Anthony Unger, OMS-3, BS
Lake Erie College of Osteopathic Medicine

My uncle believed he was a healthy man. Surviving cancer at a young age caused him to live a very positive and compassionate life. It was no surprise he signed up for a 100-mile bike ride supporting our veterans. He completed the two-day journey and contacted our family to share his joy and sense of accomplishment. Within minutes of sending his final text, he suffered a Sudden Cardiac Arrest (SCA). Emergency Medical Services (EMS) were called immediately, but they arrived on the scene too late. He had passed at only 48 years-old. Stories like this are far too common; however, there is a mobile app combating this paradigm.

Approximately 395,000 cases of cardiac arrest occur outside of a hospital setting in the U.S. each year, in which less than 6 percent survive [1].

PulsePoint works with local public safety agencies to establish communications with cardiopulmonary resuscitation (CPR) certified citizens. The use of location-aware mobile devices allows the people to respond to a SCA and begin CPR as well as automated external defibrillation (AED) administration before EMS arrive. The mission of PulsePoint is to empower the community and allow its citizens the opportunity to save the lives of SCA victims.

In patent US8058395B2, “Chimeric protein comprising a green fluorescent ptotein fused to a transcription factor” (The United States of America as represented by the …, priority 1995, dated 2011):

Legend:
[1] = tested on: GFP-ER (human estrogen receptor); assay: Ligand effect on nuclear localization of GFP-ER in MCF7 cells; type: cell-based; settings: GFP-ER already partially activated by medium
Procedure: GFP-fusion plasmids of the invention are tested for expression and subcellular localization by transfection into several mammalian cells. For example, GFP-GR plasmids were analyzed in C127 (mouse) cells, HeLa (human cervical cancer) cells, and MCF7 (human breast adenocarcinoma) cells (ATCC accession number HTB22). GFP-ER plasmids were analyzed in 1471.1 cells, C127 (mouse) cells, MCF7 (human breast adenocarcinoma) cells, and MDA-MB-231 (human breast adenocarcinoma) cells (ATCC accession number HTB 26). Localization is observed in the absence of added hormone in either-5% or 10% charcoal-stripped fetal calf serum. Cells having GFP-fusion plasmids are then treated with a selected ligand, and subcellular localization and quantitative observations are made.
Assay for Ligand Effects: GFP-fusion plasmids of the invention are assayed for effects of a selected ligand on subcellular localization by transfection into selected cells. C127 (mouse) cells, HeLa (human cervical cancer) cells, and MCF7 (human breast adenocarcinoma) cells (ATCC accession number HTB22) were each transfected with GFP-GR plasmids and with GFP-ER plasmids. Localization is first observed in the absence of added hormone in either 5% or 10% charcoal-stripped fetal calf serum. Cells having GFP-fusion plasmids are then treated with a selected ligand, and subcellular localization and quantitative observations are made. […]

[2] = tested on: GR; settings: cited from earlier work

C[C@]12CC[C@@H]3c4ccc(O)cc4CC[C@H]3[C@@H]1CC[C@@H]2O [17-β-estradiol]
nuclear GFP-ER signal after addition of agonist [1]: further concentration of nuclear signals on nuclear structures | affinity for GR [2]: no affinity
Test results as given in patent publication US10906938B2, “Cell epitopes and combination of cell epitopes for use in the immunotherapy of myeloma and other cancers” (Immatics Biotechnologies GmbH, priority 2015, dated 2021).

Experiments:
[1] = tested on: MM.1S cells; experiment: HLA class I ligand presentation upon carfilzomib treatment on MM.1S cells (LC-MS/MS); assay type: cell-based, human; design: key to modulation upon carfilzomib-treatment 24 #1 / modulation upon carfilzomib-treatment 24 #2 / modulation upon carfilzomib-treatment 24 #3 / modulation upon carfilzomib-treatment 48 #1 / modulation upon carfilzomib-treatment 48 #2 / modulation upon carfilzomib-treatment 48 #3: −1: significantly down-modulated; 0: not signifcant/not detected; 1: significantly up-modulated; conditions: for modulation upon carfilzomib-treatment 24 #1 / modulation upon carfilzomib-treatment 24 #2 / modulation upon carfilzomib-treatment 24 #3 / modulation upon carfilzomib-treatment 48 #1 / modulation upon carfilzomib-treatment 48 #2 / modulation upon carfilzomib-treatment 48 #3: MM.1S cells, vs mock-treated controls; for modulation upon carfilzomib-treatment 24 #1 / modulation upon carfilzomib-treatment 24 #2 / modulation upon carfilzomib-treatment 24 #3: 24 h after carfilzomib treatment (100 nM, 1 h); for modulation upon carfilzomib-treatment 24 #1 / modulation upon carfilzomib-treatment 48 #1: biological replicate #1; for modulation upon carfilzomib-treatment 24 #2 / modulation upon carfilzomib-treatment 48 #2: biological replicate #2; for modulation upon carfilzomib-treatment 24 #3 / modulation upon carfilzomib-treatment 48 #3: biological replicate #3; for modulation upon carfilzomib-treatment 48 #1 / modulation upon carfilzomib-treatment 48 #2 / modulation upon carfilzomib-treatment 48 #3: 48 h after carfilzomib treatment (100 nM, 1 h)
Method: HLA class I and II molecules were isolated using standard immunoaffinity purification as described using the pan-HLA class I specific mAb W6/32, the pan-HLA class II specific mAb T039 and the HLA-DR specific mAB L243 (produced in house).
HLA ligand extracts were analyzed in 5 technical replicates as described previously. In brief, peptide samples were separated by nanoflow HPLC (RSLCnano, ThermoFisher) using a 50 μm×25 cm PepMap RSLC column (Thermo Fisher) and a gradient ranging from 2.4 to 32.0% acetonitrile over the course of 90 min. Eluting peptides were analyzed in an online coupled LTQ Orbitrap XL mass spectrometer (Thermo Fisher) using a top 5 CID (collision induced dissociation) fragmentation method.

The national average arrival time of EMS is about 8 minutes, but 14 minutes in rural areas [2]. Survival from SCA is close to 90 percent if defibrillation is performed within the first minute. Survival decreases by 7 to 10 percent for every additional minute defibrillation is postponed. Survival is less than 5 percent in adults with a 10 minute delay of treatment [3].

How it works:

When 911 is contacted and alerted of a possible SCA, the local dispatcher sends out a PulsePoint notification simultaneously with the dispatch of advanced medical care. The location-aware application will alert users in the vicinity of the SCA. The app also directs these potential rescuers to the exact location of the closest AED.

You have nothing to lose, while someone else has everything to gainDownload PulsePoint and potentially save a life in your community!

PulsePoint is a non-profit foundation and is free to download. There is no penalty should you decline the ability to respond to the SCA. PulsePoint is not yet available in all counties, but is expanding steadily.

For additional information go to


  1.  IOM (Institute of Medicine). 2015. Strategies to improve cardiac arrest survival: A time to act. Washington, DC: The National Academies Press.
  1. SCAA (Sudden Cardia Arrest Association). About AEDs. Retrieved from
  1. Seaman, A. 2017, July 19. Be prepared for ambulance wait times. Retrieved from